Wonders of night sky watched in backyard

19:51, Jan 21 2013
Ray Murray
STAR GAZER: Ray Murray with the telescope in his shed observatory in South Invercargill.

Ray Murray's Newfield shed hides an interesting secret - when the roof slides open, a telescope emerges, trained up at the night sky and powerful enough to peer into our solar system and beyond.

Mr Murray built the observatory at his South Invercargill home in three weeks.

It's in a simple shed at the back of his property, next to a big garage housing his extensive tool collection - impressive in its own right.

There are astronomy posters on the walls, a kettle, equipment boxes and action figurines belonging to his grandson, along with some gadgets of Mr Murray's own design.

A real man-cave, its roof slides open to allow the 2m-long telescope to move into position. Linked to a computer with a database of 40,000 celestial co-ordinates, the telescope is whirred into place with the press of a button with motors buzzing into life.

Mr Murray constructed the telescope stand himself.


On permanent loan from another Invercargill astronomer who refuses to sell it to him, the telescope is mounted on a 1.5m deep concrete pier and bolted into place.

Mr Murray bought his first proper telescope in 2000 but has been interested in stargazing since he was a child - he remembers watching the first satellite orbiting the Earth.

"I guess it was about 1957.

"My mother dragged us outside to look at the Sputnik.

"A little light going across the sky. Back then it was a real phenomenon."

He followed the American Mercury and Gemini rocket missions, and later the Apollo moon landings but said a New Zealand television programme was one of his main influences.

The Night Sky, presented by Peter Read, was a fixture on television for 11 years, 1963-74.

Now, Mr Murray likes to pass on his passion to younger people, including his grandson, to become astronomers.

"I try to inspire young people . . . one young guy I used to take out has now completed a degree in astrophysics."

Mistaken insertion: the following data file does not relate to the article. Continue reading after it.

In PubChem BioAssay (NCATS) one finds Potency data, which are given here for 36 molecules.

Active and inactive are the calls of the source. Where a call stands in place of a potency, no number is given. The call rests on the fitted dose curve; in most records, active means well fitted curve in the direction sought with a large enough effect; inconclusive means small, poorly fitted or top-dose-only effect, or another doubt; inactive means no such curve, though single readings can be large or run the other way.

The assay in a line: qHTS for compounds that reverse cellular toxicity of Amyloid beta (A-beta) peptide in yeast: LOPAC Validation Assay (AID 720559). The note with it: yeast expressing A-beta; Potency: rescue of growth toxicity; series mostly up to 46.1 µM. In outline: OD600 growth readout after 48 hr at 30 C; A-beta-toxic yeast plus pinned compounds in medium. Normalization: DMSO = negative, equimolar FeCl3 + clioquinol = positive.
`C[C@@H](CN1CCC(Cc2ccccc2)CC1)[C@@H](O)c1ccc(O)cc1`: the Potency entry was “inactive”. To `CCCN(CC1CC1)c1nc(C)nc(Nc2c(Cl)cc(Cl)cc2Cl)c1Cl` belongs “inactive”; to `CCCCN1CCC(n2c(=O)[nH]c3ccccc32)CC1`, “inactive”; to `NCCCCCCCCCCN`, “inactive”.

The telescope is powerful enough to view the surface of Jupiter, the rings of Saturn and their larger moons.

If you watch for long enough, you can see Jupiter's moon, Io, go behind the planet and emerge on the other side in its orbit.

As an engineer, Mr Murray designed many of the additional features of the telescope himself and used to run a small cottage business making custom-made parts for telescopes and had customers in the United States.

One of his inventions is a carousel which holds different eye pieces and can rotate around the stand of the telescope to wherever the user is sitting.

He also built a device using a household frying pan which heats the eye pieces, preventing dew from forming during the night.

"Dew is your worst enemy," he said.

He once saw a Martian flare - a rare moment when the sunlight reflects off the surface of Mars.

"It goes off like a camera flash," he said. "It has to be in the exact right position otherwise it doesn't happen."

Only 13 people around the world saw it, he said.

In 1987, he also saw a supernova in the Large Magellanic Cloud. The star is still exploding and "putting on a bit of a show", he said, and is called SN 1987A by astronomers.

There is still plenty of stuff out there to see.

"I really want to see Andromeda . . . not because it's anything special but because it is the Milky Way's sister galaxy."

He would also like to fit a camera to the telescope so he can take pictures of the sights of space - all from a shed in Invercargill.

The Southland Times